A highly effective way to teach visualizing to elementary students is to read aloud a picture book that lends itself to teaching this reading strategy. Reading aloud a picture book facilitates a learning experience where you can model how to use visualizing to better understand the text and engage students in their learning by asking related questions. Below is a list of 10 picture books for teaching visualizing. Check out the full list, as well as the teaching resources that go with them!
10 Picture Books for Visualizing
Below are 10 picture books for teaching visualizing to elementary students.
1. Cloudette by Tom Lichtenheld
Cloudette was a small cloud, much smaller than the other clouds. She enjoyed some of the advantages of being small, like fitting in tight places and always finding a spot at the fireworks. However, at times Cloudette wished she was big and important. Readers will join Cloudette as she watches rainbows, thunder, waterfalls, and snow. One day, she helps a small puddle gather water to help frogs survive. This paints quite a special image for readers! Check out these Cloudette activities!
2. The Gruffalo by Julia Donaldson
In this story is a small mouse who goes for a walk through the forest. During his walk, the mouse runs into several larger animals that want to make a meal of him. The clever mouse tricks each animal by saying he is off to have lunch with a gruffalo, a made up creature that scares each animal off. While reading, students can visualize the gruffalo and compare their ideas prior to reading and after reading the text. Check out these The Gruffalo activities!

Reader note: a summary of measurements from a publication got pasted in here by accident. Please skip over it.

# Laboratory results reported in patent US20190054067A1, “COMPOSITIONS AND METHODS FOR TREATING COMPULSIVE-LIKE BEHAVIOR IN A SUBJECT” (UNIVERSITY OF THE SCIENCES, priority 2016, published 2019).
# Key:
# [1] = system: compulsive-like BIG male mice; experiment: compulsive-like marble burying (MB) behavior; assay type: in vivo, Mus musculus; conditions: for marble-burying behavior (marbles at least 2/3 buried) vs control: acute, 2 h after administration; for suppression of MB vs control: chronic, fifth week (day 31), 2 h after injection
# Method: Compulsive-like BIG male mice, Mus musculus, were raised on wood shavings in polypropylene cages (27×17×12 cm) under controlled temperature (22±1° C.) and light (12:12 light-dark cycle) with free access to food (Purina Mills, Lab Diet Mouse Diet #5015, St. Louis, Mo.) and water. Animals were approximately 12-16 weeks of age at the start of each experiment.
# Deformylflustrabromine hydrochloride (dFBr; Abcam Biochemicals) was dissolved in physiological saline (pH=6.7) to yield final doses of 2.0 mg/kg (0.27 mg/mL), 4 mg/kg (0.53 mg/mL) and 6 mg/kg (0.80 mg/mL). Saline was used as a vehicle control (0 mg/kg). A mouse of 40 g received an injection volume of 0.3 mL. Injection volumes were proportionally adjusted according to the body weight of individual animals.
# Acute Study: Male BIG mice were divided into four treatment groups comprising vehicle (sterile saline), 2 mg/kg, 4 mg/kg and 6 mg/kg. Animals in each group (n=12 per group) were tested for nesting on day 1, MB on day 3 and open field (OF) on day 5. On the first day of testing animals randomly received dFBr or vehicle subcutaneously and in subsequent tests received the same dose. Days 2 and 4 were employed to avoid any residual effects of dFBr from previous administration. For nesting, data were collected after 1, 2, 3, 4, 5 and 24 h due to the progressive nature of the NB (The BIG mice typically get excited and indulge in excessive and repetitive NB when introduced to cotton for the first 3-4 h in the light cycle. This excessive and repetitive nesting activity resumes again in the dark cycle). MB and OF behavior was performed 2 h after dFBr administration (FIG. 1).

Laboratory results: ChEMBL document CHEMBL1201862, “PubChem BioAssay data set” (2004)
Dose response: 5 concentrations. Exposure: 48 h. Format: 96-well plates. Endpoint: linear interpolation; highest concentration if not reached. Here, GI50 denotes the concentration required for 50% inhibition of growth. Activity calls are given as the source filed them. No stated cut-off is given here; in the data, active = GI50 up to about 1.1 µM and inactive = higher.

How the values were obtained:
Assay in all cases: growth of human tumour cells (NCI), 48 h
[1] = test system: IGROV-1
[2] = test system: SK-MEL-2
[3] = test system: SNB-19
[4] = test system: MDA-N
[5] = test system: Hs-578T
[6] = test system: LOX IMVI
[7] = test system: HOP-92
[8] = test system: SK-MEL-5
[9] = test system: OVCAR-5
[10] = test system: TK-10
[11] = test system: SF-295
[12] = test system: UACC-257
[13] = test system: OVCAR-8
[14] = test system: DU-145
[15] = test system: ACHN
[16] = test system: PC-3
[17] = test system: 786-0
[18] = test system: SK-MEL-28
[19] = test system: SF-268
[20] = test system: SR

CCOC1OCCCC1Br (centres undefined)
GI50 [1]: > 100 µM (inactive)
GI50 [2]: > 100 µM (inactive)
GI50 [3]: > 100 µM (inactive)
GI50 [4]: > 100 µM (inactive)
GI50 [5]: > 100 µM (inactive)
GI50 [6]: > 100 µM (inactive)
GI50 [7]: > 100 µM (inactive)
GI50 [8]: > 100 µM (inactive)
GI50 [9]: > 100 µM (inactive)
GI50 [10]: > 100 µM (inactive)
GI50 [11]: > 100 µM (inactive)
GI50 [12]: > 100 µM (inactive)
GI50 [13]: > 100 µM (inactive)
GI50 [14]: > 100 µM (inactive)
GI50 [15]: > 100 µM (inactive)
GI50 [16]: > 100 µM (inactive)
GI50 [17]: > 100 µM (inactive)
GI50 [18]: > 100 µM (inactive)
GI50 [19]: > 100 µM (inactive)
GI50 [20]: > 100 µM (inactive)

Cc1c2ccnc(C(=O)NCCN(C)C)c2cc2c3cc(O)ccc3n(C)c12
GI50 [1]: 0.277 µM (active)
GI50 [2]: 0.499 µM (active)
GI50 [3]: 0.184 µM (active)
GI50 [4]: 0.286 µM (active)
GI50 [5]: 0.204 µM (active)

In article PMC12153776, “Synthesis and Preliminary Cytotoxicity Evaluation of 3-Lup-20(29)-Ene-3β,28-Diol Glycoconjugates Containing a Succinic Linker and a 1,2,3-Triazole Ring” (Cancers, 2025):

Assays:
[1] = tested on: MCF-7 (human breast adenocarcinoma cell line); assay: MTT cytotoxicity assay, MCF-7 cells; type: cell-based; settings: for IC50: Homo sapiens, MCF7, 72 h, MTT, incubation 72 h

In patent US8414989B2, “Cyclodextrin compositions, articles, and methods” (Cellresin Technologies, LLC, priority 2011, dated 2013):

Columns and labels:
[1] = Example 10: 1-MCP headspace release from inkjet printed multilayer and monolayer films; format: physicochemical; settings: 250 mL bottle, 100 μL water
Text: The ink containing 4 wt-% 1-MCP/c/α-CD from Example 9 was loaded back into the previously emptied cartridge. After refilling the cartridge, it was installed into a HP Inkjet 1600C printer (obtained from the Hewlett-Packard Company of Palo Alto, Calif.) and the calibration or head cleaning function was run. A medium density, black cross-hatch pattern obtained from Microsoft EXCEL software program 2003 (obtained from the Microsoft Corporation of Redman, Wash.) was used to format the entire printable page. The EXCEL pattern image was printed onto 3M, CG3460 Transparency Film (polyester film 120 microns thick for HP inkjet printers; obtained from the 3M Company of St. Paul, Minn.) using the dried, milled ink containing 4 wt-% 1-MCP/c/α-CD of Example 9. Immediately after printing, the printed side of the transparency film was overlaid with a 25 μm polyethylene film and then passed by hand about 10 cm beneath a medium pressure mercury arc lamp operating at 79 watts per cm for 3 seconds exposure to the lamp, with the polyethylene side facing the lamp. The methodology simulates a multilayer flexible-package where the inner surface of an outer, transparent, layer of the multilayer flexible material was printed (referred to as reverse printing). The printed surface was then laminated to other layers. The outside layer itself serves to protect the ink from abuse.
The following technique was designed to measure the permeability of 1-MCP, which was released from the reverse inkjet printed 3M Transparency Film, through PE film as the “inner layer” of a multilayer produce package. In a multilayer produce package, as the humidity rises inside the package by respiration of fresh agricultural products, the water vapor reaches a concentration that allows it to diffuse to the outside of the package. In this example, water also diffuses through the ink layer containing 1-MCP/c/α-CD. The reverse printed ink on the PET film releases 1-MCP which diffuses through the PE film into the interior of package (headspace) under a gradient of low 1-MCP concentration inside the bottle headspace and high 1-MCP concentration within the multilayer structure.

3. Roller Coaster by Marla Frazee
This story is about the thrilling experience of riding a roller coaster for the very first time. The descriptive language and vivid Illustrations in the story will make you feel like you are riding the roller coaster for the first time, too! This is what makes Roller Coaster such a great story to practice the reading skill of visualizing. Check out these Roller Coaster activities!
4. Caps for Sale by Esphyr Slobodkina
This classic book tells the story of a small town peddler who sells caps. However, this peddler is not like other peddlers. He walks around town selling his caps stacked on his head. One day, after sleeping under a tree, he wakes up to find that his caps are missing! He looks around only to look up into the tree, that’s where a group of monkeys are wearing his caps! He gets angry and stomps his feet, and the monkeys copy him! Finally, feeling frustrated the peddler throws his cap on the ground. The monkeys do the same! He is able to collect his caps and walk back into town. Throughout the story, students can visualize monkeys taking hats, stomping around, and throwing the caps. Check out these Caps for Sale activities!
5. Eyes that Kiss in the Corners by Joanna Ho
The narrator of this story has eyes that kiss at the corners. They are the color of warm tea and crinkle into crescent moons. Her eyes are different than other people she knows, and this beautifully written story uses descriptive language to help readers visualize her qualities. Comparing to the stars, readers will enjoy the visualizations they make, as well as the one the illustrator shares! Check out these Eyes that Kiss in the Corners activities!